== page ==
Child custody matters are never easy or straightforward. There are dozens of factors to consider, with the well-being of the child at the heart of the situation. Add a mental illness in one of the parents to the equation, and child custody becomes even more complex. The courts will always act in the best interests of the child, but that does not necessarily mean the parent with mental health issues will have zero visitation or custody rights. Here is an overview of what to expect in this delicate situation.
How Does the Court Determine Child Custody?
Ideally, every court wants a child in a divorce to stay in contact with both parents. When the court must decide due to a custody dispute, it will do so with the goal of continuing the child’s relationship with both parents. The court will analyze each parent’s conduct, history, caretaking capabilities, child’s relationship with the parent, and the physical and mental well-being of each parent. The court may grant one of three types of child custody:
- Sole custody. One parent always has the child and the other parent gets visitation on a very limited basis or not at all.
- Primary custody. One parent has the child most the time and the other has regularly scheduled visits, such as on the weekends.
- Joint custody. Both parents share the child on an equal or almost-equal basis.
The court will first and foremost consider the best interests of the child when determining the custody arrangement. The court will look at a number of factors to decide the best situation, such as each parent’s ability to care for the child. It will take the ability of each parent to provide a safe, appropriate environment for the child into consideration. The parent must be able to care for the child with a reasonable degree of competence. This includes sufficient mental health.
Mental Illness and Child Custody
When one parent suffers from a mental health issue, the courts will assess the individual’s ability to provide a safe home environment. Mental illness can impact physical custody as well as legal custody, or the right to make major decisions for the child. These include health care, education, and religious decisions. If the courts find one parent unfit to make legal decisions, the parent may lose this right. Similarly, the parent may not receive physical custody or even visitation rights in the event of a mental illness that affects the ability to care for the child.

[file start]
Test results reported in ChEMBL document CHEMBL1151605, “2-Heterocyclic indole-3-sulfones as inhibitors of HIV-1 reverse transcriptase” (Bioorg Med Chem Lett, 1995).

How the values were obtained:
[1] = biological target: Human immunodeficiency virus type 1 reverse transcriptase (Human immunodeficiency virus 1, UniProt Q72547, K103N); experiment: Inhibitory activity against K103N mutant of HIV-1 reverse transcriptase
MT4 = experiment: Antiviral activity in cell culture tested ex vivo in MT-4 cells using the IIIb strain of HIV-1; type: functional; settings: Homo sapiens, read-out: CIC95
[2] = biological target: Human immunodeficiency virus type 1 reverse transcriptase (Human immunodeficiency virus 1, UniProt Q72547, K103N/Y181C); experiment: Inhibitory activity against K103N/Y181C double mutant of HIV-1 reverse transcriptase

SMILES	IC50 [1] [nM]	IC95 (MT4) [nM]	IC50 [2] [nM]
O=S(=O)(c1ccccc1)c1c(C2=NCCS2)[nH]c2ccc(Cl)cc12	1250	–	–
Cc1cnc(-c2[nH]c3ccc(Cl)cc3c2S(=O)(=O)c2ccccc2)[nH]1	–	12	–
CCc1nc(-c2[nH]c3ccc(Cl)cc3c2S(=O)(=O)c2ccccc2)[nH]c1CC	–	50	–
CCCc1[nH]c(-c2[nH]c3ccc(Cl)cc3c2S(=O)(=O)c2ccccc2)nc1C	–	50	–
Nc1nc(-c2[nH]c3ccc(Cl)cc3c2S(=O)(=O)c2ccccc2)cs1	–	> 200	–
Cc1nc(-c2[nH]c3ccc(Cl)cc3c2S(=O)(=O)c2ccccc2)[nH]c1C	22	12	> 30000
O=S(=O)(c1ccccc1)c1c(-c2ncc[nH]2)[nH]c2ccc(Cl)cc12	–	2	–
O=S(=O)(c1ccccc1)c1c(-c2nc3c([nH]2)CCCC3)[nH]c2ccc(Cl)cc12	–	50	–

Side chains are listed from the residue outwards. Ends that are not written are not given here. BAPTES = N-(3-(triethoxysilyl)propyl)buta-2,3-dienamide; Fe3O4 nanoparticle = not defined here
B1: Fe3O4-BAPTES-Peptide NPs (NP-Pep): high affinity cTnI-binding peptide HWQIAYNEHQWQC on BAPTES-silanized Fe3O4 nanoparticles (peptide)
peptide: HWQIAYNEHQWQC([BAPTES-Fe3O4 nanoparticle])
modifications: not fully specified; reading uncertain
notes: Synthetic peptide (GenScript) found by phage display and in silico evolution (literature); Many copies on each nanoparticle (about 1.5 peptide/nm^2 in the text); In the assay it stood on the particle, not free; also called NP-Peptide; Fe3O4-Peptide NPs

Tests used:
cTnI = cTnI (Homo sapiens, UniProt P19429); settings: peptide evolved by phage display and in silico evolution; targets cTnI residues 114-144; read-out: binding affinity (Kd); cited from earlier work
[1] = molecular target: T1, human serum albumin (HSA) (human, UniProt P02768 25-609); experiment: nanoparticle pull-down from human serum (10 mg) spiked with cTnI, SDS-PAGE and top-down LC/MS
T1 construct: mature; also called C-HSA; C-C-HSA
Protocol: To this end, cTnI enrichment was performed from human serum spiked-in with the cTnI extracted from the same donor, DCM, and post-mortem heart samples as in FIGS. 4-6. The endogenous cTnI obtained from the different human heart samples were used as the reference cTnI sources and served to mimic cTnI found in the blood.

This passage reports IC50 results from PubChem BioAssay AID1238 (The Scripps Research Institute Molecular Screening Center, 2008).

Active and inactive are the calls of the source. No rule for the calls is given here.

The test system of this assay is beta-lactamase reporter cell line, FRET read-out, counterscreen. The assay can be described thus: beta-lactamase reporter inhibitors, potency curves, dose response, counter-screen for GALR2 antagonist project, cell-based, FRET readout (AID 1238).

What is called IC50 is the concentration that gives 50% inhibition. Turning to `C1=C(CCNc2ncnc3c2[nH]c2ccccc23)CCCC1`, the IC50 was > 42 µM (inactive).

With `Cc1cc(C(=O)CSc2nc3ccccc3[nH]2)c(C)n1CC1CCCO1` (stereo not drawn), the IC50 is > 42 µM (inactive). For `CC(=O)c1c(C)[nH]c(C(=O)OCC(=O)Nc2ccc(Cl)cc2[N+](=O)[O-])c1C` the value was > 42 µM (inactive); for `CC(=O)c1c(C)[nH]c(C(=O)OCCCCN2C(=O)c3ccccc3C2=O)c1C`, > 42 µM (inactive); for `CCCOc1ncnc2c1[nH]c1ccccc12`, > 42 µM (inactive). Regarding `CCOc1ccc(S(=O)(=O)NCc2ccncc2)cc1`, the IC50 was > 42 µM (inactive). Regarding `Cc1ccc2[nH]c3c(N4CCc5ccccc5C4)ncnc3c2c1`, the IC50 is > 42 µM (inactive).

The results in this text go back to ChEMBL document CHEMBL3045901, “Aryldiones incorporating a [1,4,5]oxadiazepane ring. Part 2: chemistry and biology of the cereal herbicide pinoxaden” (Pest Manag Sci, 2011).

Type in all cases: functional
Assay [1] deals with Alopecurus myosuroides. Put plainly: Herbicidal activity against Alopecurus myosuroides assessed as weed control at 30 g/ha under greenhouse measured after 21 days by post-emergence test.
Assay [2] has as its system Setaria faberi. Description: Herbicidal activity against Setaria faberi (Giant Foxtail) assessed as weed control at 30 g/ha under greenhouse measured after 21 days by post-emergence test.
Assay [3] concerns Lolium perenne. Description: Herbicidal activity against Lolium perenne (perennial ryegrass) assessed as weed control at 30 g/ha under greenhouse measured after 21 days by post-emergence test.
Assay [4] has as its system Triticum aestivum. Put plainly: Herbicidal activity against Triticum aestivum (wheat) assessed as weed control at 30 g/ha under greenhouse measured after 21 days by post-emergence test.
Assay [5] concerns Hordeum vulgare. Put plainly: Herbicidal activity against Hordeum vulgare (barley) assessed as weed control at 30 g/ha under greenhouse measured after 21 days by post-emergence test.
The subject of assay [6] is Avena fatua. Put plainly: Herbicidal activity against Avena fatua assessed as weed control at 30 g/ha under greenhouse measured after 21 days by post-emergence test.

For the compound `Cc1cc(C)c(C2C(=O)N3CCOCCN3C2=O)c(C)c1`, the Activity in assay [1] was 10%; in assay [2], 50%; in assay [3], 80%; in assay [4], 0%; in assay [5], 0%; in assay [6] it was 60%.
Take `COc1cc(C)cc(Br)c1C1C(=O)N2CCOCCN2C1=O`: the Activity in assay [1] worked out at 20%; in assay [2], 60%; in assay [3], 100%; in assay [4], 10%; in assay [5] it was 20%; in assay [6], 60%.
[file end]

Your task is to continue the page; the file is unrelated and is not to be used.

In California, the presence of a mental illness does not automatically bar a parent from child custody. the court will analyze the situation and make a decision that is in the child’s best interest. The severity of the mental illness can impact the decision. If the mother or father is still fully functioning and able to safely and competently care for the child, the courts may award some type of custody or visitation rights. However, a documented history of violence, inability to manage affairs, or requiring in-patient hospitalization may all lead to the other parent receiving sole custody.
Getting Help for Child Custody Disputes
Court-determined child custody agreements are not set in stone. It is possible to petition the courts for a change after a certain period. If the court can see that it is in the best interests of the child to spend more time with you, it may make a change in the custody arrangement. Child custody matters are complex, especially when involving mental health issues. Seek help from a competent California attorney during divorce proceedings to protect your rights as a parent.